Boston Pizza – Las Vegas, NV

1507 S. Las Vegas Blvd.
Las Vegas, NV 89104
Phone: (702) 385-2595
Fax: (702) 386-6921
Hours: Daily 10am – 4am

Styles of pizza: Traditional thin crust
Service: Counter dine-in, carry-out, delivery, catering

[rating:1.5]

Review: Boston Pizza is located on Las Vegas Blvd, a couple blocks north of the Stratosphere. It is a low, white, stucco building with “Boston Pizza” painted directly on the outside walls in bright blue lettering. Next door, across the parking lot, sits Olympic Gardens, the famous Vegas strip club. Apparently “Papa Pete” owns Boston Pizza, the “OG”, and pretty much the rest of the block. There is even a mural on a wall inside with a cartoon depiction of Pete’s journey to Vegas from the East coast to start his little “empire”.

There are only two windows on the building, and the first time I saw BP from the outside, I thought two things. #1) it looks closed. #2) it looks like the kind of place you would go to find old replacement hubcaps for your vintage Oldsmobile. The inside of the joint reminded us of a snack bar in an old-school roller rink or bowling alley. The carpet was old and looked like it was acquired at a casino carpet remnant sale. The bathrooms got forceful “thumbs down” from all Zealots in attendance. Like the other independent, away-from-the-strip, pizzerias we visited, Boston Pizza was pretty smoky, even though there was only one other occupied table at 2:30 in the afternoon. We did not notice any posted non-smoking section.

The pizza menu is fairly standard with small, medium, and large (16”) pies are available with all the usual toppings. They do not appear to do offer individual slices. The prices are decent and a 16” large za with one topping goes for just over $12. Maybe it is the proximity to another strip club but BP, like Daddy’s reviewed earlier, had a menu with offerings far away from just pizza. At Boston Pizza you can order beef or cheese steak sandwiches, grinders/subs, pastas and calzones, gyros, burgers, fish, wings, soups, and much more. For me, this is usually a sign that I won’t be able to count on this place for high quality pizza as they are concentrating on reaching a much wider market. This wasn’t going to sway us though, and Boston Pizza didn’t disappoint… my theory at least.

When we stepped up to the window/counter to order our cheese pie, I got the impression we were intruding on the staff’s slow afternoon, as they seemed frustrated to take the order. Maybe they are just anti-tourists – it could be that I was a little snap-happy with my camera.

Although being incredibly hot at first, the pie seemed undercooked on top. The sauce tasted OK, but not overly fresh and we guess that it was probably canned (we are not positive, though). The cheese had a decent flavor and a nice amount of moisture to it without being overly greasy. The problem was sheer amount of cheese, which dwarfed the normally sufficient amount of sauce. Our thought that it wasn’t quite done being cooked came from the fact that the cheese was extremely gooey, almost to the point of being liquid. The crust had an odd texture to it for pizza. It was very soft reminded us more of a biscuit or dense pancake. This theory was supported by a peek at the underside of a slice, which reveals how even the caramel-like coloring is, just like a well-cooked flapjack on a griddle.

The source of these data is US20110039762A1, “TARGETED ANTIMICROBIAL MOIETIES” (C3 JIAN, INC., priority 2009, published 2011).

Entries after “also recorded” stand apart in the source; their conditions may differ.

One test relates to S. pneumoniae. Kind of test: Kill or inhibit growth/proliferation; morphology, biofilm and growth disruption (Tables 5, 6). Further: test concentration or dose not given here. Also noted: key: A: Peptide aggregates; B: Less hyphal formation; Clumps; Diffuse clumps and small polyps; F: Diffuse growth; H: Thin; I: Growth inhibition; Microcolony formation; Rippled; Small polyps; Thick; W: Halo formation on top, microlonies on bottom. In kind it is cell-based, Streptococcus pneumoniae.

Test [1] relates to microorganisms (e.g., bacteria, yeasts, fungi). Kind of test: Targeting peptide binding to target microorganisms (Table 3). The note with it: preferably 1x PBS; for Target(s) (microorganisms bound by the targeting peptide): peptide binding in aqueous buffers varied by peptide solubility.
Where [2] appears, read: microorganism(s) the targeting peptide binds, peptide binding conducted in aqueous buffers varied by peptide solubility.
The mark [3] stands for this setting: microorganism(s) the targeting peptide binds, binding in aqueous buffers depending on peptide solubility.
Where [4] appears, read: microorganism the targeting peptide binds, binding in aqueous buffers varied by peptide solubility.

We all considered this to be fairly mediocre za. Several locals we asked claimed Boston Pizza as their favorite and they were sure we tried it on a bad day. We agree that it could have earned better marks with slightly less cheese and another minute or two in the oven, but I’m not sure what could be done about that funky, biscuit crust.

Gavin

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La Mamma Restaurant & Pizzeria

Juan Griego
Isla Margarita
Nueva Esparta, Venezuela

Style of Pizza: One crust fits all – thin and tasty.
Service: Dine-in (or rather, on the beach) only.

Standout Tidbit: Some things just seem to go together. Peanut butter and jelly. Milk and cookies. Venezuela and pizza.

[rating:4]

Review: Our most recent vacation took us to a place where baseball trumps soccer, corrupt politicians run the land, and traffic laws are more like suggestions. No, not D.C. This was beautiful Isla Margarita, Venezuela.

A list of things NOT to try in Isla Margarita:

  • the water
  • driving
  • Speedos
  • the beach without sunscreen

You’ll notice pizza missing from this list. Because pizza, my friend, at Mamma’s Restaurant in beautiful Juan Griego, is NOT to be missed.

We ate at Mamma’s on one of our last days of the trip, after we’d learned important lessons like ordering drinks with no hielo (ice) and that the margaritas on the island are flavored with something akin to ethanol. We had low expectations going in, knowing the kind of American food we’d had so far had not been the best. To be sure, Mamma’s is not just a pizza place. Their menu sported offerings of many other specialties with poultry, seafood, pizza and salads each taking up a full page of the menu. With so many items, how could anything rate outstanding?